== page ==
In FIG. 2B, a modification of the arrangement of FIG. 2A is shown. Here, reflector 25 with its canted mirrors 26, 27, is replaced by a single, flat plate mirror 39. Now, transducers 24 and 28 are each aligned at 45° angles with respect to this mirror so that the infrared light waves emitted by transducer 24 are reflected off mirror 39 directly at transducer receiver 28 through the resulting 90° angle. While this embodiment replaces the two mirror arrangement with a single mirror, it will be understood that other mirror arrangements can be used without departing from the scope of the invention. For example, instead of a flat plate, mirror 39 can be a convex or convex mirror. For a convex mirror, the alignment of the transducers is the same as shown in FIG. 2B. Again, it will be understood that depending upon a particular installation, these angles could be changed. It will be noted that adjusting the angles can be used to set the distance between the objects.
In FIG. 3, another embodiment of the security system involves replacement of reflector 25 by another pair of transducers 34, 35. Transducer 34 comprises an infrared receiver which detects the infrared light emitted by transducer 24 in response to a command signal from generator 22. The output of transducer 34 is provided to a detector/generator 36 which may also be connected to a power source through a power line 37; or which, may have its own independent power source such as a battery (not shown). Detector 36, in response to receipt of an input from transducer 34, generates a signal which is supplied to transducer 35; which, like transducer 24, is an infiared LED. The infrared light emitted by transducer 35 is now received by transducer 28 which responds thereto by generating an output signal So as before.
With respect to the features of security system S, as shown and described in FIGS. 2A, 2B, and 3, it is important to understand that, in addition to being able to provide a status indication as to whether a door or window is open or closed, the system is also difficult to trick. Whereas with reed switches and magnets, it may have been possible to fool the security system using other magnets into thinking a door or window was closed when it was actually open, use of the infrared optical sensors incorporated in units 20, 21 cannot be readily decoyed into providing an incorrect status indication. Signal generator 22, for example, can provide a complex code of command signals to transducer 24. The signal generator can vary the signal scheme so the same light emission pattern produced by the transducer at one instant is not the same as that produced at another instant. In the embodiment of FIG. 3, use of the detector/generator 36 adds an additional complicating element for one trying to fool the system. This is because the signal pattern commanded by detector 36 of transducer 35 does not have to be the same pattern commanded by generator 22, produced by transducer 24, received by transducer 34, and processed by detector 36. Thus someone trying to defeat the security system will have to try to uncover the coding scheme of at least one, and possibly two, different signal generators; in addition to providing signals of the correct amplitudes. And, these coding schemes can be variable over time, and not a function of one another.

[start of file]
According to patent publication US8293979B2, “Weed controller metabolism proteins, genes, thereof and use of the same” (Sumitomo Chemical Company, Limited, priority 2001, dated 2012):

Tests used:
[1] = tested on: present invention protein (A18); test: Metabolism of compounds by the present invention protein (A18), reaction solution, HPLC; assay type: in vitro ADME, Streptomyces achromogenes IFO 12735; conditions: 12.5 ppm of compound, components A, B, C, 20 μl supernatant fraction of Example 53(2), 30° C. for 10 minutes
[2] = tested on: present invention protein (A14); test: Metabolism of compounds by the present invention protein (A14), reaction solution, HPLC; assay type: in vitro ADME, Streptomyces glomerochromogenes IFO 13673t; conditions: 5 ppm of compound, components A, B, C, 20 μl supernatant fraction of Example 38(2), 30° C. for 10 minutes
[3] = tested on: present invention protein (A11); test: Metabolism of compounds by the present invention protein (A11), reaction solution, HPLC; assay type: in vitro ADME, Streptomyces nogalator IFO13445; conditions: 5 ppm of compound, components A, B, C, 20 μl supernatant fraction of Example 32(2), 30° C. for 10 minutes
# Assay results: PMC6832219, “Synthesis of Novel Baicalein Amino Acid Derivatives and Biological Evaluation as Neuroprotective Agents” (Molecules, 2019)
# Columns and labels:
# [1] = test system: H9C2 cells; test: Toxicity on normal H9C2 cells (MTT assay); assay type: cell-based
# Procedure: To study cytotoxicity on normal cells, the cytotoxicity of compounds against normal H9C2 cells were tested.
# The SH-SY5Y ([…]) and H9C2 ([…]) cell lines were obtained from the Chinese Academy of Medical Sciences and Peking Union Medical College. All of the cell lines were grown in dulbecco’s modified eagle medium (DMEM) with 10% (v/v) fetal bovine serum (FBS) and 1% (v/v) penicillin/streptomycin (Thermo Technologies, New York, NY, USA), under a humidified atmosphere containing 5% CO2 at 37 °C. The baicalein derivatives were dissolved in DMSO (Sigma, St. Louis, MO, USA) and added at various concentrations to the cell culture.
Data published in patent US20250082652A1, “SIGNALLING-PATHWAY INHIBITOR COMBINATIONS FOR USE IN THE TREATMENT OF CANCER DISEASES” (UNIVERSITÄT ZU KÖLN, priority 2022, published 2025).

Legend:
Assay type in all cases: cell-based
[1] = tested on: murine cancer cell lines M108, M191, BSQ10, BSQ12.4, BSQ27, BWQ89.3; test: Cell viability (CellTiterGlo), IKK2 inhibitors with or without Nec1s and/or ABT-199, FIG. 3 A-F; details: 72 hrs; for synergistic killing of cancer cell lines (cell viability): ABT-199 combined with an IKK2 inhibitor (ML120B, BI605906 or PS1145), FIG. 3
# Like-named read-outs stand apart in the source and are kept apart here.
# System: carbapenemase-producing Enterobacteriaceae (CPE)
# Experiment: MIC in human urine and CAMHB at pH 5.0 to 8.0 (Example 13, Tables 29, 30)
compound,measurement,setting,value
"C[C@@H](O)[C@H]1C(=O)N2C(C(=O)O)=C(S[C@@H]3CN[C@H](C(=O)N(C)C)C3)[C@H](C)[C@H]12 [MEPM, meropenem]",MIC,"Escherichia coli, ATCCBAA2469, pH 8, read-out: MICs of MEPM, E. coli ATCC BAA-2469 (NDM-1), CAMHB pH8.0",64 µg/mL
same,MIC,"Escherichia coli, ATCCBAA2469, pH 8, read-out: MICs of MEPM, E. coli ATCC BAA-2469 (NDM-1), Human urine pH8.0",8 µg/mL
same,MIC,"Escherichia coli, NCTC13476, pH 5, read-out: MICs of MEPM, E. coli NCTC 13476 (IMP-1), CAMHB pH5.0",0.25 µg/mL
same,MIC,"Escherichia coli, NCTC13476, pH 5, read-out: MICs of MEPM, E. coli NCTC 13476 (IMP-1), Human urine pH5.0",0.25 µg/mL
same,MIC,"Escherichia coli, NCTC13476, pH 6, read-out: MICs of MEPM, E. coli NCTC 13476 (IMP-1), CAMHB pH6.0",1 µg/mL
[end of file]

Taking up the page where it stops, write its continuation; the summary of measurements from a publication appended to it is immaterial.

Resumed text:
Referring to FIG. 4, a preferred embodiment of the invention includes a security system indicated generally 40. A pair of conductors 43, 44 provide a path for electrical signals and power from a central controller 41 to a plurality of security locations or points 45, 46, 47. Point 45 represents, for example, a door/door frame combination such as previously described. At this location, a first unit 20 is mounted or attached to the fixed part of the assembly (the door frame), and a second unit 21 is attached to the movable portion of the assembly (the door).
Unit 20 includes a power supply 48 which is connected to conductors 43, 44 via conductors 49, 50. Or, the power supply can be a battery which does not need connection to the conductors but rather independently supplies power to unit 20. Unit 20 includes a microprocessor 51 which includes a logic unit 52 and a code unit 53. The output of the microprocessor is a command signal Sc sent over a line 54 to transducer 24. Transducer 24 generates infrared light signals as previously discussed, which are coded in a predetermined manner as determined by code unit 53 of microprocessor 51 for the purposes also previously discussed. These infrared light transmissions are received by transducer 34 located in unit 21. The output signal from transducer 34 is supplied through a signal amplifier 55 to a microprocessor 56 in unit 21. This second microprocessor is either powered by power supply 48 via the dashed line connection 57 shown in FIG. 4, or the microprocessor is separately powered by a battery 58. If powered from power supply 48, the electrical wires are run through the door frame near a hinge since this comprises the minimum distance between the door and door frame.